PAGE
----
International Recruiters Day: Why recruiters hold the key to unlocking the global skills crisis
The global skills shortage is impacting almost every business in every sector – even recruitment is facing a dearth of talent as the impact of Brexit, Covid-19 and the Great Resignation continues to play out. For staffing firms, the current landscape provides a perfect balance of opportunity and threat.
On the one hand, the significant hiring demand that clients are facing is driving more business and revenue for recruiters. But on the flip side of this, the shortage of candidates is not only draining recruitment resources, but also threatening success rates for firms. Solving the skills crisis will be no easy task, but recruiters, in my view, hold the key to moving this issue on.
No other profession has such a wide-ranging insight into where skills can be found, what candidates want, which roles are in high demand or what attributes are in decreasing supply. The value of the recruitment sector has been largely under-estimated – up until now, at least. Businesses are now recognising that staffing firms can not only tap into talent pools beyond those they can reach themselves, but also provide data driven insights for more accurate hiring decisions. But we know that recruiters provide so much more value – and we need to shout about it.
Hiring consultants are a part of every stage of an individual’s career. When an education leaver is looking to kick-start their professional career, a recruiter is there to help guide them on the right path. When someone is looking to jump ship and move into a new industry, a hiring expert is there to guide them down the right route. And when an experienced professional is planning to move into a contract role as they wind down their career, they’ll have an expert consultant available to guide them.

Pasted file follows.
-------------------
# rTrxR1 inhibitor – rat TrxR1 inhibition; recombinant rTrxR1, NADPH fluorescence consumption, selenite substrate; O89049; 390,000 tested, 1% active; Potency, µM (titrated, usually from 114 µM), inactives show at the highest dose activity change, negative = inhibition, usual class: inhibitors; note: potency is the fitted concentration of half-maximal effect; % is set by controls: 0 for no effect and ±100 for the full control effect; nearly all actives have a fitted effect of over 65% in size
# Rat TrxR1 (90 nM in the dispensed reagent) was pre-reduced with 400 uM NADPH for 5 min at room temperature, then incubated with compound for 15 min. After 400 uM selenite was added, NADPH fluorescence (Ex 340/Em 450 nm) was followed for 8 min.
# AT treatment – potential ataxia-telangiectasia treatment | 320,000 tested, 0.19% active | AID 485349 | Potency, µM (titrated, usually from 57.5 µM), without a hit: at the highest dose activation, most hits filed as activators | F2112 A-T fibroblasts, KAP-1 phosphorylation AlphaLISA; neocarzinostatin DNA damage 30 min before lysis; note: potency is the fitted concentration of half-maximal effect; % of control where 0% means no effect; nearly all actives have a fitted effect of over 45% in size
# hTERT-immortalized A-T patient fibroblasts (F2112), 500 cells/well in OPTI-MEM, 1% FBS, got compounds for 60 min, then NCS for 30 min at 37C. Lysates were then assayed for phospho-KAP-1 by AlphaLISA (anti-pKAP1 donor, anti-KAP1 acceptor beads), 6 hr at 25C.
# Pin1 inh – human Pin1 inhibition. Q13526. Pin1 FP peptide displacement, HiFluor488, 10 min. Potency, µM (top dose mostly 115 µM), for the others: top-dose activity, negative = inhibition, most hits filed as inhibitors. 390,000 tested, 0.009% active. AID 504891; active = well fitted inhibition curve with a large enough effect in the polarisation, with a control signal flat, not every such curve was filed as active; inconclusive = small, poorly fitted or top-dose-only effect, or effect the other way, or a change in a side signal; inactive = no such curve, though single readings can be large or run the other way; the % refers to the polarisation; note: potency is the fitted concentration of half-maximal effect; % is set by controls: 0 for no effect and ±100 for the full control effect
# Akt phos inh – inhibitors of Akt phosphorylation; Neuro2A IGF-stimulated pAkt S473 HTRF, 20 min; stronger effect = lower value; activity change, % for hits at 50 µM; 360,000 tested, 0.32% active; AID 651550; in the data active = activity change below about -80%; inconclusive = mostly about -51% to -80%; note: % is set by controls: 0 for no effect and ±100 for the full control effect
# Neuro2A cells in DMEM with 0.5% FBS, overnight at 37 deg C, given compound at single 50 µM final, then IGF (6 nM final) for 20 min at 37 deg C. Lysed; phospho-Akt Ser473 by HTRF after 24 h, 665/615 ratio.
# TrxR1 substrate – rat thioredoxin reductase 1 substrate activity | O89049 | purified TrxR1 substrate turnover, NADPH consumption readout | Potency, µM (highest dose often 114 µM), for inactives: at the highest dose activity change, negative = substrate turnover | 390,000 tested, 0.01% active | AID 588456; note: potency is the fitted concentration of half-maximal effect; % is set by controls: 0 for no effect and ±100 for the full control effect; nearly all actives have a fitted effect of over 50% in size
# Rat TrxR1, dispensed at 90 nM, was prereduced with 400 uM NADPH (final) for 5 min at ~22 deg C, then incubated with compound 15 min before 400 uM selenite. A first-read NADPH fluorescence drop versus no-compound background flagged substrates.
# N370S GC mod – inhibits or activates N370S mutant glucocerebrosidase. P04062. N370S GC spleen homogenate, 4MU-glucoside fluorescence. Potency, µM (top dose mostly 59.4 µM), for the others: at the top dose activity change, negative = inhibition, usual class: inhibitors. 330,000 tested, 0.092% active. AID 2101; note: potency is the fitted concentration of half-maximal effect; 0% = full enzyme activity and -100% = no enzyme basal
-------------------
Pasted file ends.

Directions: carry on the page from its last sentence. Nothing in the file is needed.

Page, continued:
There’s no other profession that provides such a great influence on the career decisions of talent pools globally and this connection is what really makes recruiters so unique. They have the opportunity to guide digital experts into new sectors or encourage emerging talent down specific career paths, all of which can not only help organisations with immediate hiring needs, but also aid the creation of new talent pools in the future.
Recruiters, of course, already know this. But employers themselves are now beginning to recognise this too. Even government authorities are realising just how much sway the staffing sector has over skills development. Indeed, at APSCo we’re increasingly seeing our calls for legislative amendments to support the creation of a dynamic workforce being heeded by officials. The delay to the permanent move to Digital Right to Work checks is just one example of authorities taking on board the guidance from recruitment experts like APSCo to ensure the labour market is being bolstered, not hindered, in the current climate.
So, on the eleventh annual International Recruiters Day, I want to celebrate just how far the profession has come, but also call on every recruiter to think how much further we can all go. We’re at a pivotal moment where we may soon see the hiring spike of the last two years begin to stabilise, making now a critical time to cement the new image of the recruitment profession.
ANN SWAIN, CHIEF EXECUTIVE OF APSCO